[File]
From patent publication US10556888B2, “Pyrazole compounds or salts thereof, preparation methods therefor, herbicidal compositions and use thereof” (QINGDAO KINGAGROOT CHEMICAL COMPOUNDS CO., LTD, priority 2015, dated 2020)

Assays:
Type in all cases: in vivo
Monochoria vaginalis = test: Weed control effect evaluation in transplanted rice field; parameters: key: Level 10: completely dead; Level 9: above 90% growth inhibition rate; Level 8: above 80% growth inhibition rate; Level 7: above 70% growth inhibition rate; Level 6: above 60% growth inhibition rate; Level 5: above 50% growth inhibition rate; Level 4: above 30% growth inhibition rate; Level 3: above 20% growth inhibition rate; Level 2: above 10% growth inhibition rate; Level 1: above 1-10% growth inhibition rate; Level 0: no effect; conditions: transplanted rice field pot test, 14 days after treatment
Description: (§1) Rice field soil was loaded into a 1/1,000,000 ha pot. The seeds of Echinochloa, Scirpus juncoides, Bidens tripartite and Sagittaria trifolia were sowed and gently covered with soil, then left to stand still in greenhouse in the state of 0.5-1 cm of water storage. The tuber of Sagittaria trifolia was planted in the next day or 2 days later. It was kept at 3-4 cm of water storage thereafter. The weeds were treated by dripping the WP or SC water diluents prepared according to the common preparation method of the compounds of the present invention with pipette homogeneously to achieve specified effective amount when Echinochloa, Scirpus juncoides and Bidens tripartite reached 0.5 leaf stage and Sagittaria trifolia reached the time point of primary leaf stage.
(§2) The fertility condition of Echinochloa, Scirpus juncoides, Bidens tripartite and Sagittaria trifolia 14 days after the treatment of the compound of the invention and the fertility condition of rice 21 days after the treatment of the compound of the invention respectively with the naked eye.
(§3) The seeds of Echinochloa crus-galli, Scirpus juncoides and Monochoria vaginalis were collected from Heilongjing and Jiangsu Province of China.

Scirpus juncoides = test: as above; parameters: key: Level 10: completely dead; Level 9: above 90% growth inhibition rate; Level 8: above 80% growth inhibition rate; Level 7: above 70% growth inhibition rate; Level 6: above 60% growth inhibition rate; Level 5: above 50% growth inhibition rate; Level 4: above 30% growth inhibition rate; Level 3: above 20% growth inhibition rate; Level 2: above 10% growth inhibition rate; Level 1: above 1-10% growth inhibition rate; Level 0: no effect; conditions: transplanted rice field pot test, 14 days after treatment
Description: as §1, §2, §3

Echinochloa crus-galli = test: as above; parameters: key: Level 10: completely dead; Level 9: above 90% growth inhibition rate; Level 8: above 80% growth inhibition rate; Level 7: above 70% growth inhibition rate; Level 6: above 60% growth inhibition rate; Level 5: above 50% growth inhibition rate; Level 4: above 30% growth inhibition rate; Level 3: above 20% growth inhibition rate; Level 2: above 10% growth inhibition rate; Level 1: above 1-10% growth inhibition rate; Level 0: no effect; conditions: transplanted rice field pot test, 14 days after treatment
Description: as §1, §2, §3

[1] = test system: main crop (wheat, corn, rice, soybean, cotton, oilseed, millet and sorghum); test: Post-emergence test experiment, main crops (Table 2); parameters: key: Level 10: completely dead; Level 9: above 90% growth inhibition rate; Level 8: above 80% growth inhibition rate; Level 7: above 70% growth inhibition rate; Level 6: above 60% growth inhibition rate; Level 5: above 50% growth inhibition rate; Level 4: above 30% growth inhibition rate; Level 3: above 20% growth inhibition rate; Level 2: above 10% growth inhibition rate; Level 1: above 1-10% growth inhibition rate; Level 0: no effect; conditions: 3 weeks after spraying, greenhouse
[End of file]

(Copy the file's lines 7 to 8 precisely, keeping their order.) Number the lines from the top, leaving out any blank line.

(§3) The seeds of Echinochloa crus-galli, Scirpus juncoides and Monochoria vaginalis were collected from Heilongjing and Jiangsu Province of China.

Scirpus juncoides = test: as above; parameters: key: Level 10: completely dead; Level 9: above 90% growth inhibition rate; Level 8: above 80% growth inhibition rate; Level 7: above 70% growth inhibition rate; Level 6: above 60% growth inhibition rate; Level 5: above 50% growth inhibition rate; Level 4: above 30% growth inhibition rate; Level 3: above 20% growth inhibition rate; Level 2: above 10% growth inhibition rate; Level 1: above 1-10% growth inhibition rate; Level 0: no effect; conditions: transplanted rice field pot test, 14 days after treatment